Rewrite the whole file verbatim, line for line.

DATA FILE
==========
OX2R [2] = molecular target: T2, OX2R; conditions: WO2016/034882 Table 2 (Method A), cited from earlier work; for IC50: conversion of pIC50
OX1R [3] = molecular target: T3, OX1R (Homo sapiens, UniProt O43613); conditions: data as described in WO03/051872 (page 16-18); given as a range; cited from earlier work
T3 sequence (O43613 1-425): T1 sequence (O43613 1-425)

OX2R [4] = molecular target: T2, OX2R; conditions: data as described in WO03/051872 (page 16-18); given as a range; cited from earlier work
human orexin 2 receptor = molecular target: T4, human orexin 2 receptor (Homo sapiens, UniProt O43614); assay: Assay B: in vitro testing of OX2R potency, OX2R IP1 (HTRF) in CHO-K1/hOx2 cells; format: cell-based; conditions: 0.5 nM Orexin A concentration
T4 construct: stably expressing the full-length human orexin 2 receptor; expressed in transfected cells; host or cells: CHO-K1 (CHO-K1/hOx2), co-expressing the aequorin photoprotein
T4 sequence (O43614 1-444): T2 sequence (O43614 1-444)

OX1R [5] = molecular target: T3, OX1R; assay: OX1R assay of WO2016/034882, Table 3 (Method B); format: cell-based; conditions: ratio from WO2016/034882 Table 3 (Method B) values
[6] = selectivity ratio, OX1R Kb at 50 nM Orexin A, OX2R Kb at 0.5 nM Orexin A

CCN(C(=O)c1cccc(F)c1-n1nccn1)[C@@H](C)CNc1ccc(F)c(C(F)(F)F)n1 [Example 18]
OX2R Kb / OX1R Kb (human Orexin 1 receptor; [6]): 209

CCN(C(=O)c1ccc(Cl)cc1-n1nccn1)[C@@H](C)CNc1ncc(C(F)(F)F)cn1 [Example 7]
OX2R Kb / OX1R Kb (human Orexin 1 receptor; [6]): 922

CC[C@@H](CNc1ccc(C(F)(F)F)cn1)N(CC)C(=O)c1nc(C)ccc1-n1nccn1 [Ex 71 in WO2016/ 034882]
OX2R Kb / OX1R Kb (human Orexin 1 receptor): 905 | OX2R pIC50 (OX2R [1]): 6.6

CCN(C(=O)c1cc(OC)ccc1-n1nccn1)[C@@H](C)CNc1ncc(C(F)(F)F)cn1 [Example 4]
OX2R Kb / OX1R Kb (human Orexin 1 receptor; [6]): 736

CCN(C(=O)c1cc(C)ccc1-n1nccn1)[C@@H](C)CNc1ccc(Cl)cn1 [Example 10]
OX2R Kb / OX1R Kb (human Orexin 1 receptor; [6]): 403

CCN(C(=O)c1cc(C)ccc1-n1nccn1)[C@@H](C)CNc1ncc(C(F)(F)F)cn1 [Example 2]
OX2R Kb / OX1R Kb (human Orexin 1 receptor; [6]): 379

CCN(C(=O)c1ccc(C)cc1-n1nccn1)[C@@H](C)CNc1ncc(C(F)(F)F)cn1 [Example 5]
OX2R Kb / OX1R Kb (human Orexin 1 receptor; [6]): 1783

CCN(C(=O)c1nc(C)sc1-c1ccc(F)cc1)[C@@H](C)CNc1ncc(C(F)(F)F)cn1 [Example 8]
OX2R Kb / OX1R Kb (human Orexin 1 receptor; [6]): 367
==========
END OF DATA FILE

OX2R [2] = molecular target: T2, OX2R; conditions: WO2016/034882 Table 2 (Method A), cited from earlier work; for IC50: conversion of pIC50
OX1R [3] = molecular target: T3, OX1R (Homo sapiens, UniProt O43613); conditions: data as described in WO03/051872 (page 16-18); given as a range; cited from earlier work
T3 sequence (O43613 1-425): T1 sequence (O43613 1-425)

OX2R [4] = molecular target: T2, OX2R; conditions: data as described in WO03/051872 (page 16-18); given as a range; cited from earlier work
human orexin 2 receptor = molecular target: T4, human orexin 2 receptor (Homo sapiens, UniProt O43614); assay: Assay B: in vitro testing of OX2R potency, OX2R IP1 (HTRF) in CHO-K1/hOx2 cells; format: cell-based; conditions: 0.5 nM Orexin A concentration
T4 construct: stably expressing the full-length human orexin 2 receptor; expressed in transfected cells; host or cells: CHO-K1 (CHO-K1/hOx2), co-expressing the aequorin photoprotein
T4 sequence (O43614 1-444): T2 sequence (O43614 1-444)

OX1R [5] = molecular target: T3, OX1R; assay: OX1R assay of WO2016/034882, Table 3 (Method B); format: cell-based; conditions: ratio from WO2016/034882 Table 3 (Method B) values
[6] = selectivity ratio, OX1R Kb at 50 nM Orexin A, OX2R Kb at 0.5 nM Orexin A

CCN(C(=O)c1cccc(F)c1-n1nccn1)[C@@H](C)CNc1ccc(F)c(C(F)(F)F)n1 [Example 18]
OX2R Kb / OX1R Kb (human Orexin 1 receptor; [6]): 209

CCN(C(=O)c1ccc(Cl)cc1-n1nccn1)[C@@H](C)CNc1ncc(C(F)(F)F)cn1 [Example 7]
OX2R Kb / OX1R Kb (human Orexin 1 receptor; [6]): 922

CC[C@@H](CNc1ccc(C(F)(F)F)cn1)N(CC)C(=O)c1nc(C)ccc1-n1nccn1 [Ex 71 in WO2016/ 034882]
OX2R Kb / OX1R Kb (human Orexin 1 receptor): 905 | OX2R pIC50 (OX2R [1]): 6.6

CCN(C(=O)c1cc(OC)ccc1-n1nccn1)[C@@H](C)CNc1ncc(C(F)(F)F)cn1 [Example 4]
OX2R Kb / OX1R Kb (human Orexin 1 receptor; [6]): 736

CCN(C(=O)c1cc(C)ccc1-n1nccn1)[C@@H](C)CNc1ccc(Cl)cn1 [Example 10]
OX2R Kb / OX1R Kb (human Orexin 1 receptor; [6]): 403

CCN(C(=O)c1cc(C)ccc1-n1nccn1)[C@@H](C)CNc1ncc(C(F)(F)F)cn1 [Example 2]
OX2R Kb / OX1R Kb (human Orexin 1 receptor; [6]): 379

CCN(C(=O)c1ccc(C)cc1-n1nccn1)[C@@H](C)CNc1ncc(C(F)(F)F)cn1 [Example 5]
OX2R Kb / OX1R Kb (human Orexin 1 receptor; [6]): 1783

CCN(C(=O)c1nc(C)sc1-c1ccc(F)cc1)[C@@H](C)CNc1ncc(C(F)(F)F)cn1 [Example 8]
OX2R Kb / OX1R Kb (human Orexin 1 receptor; [6]): 367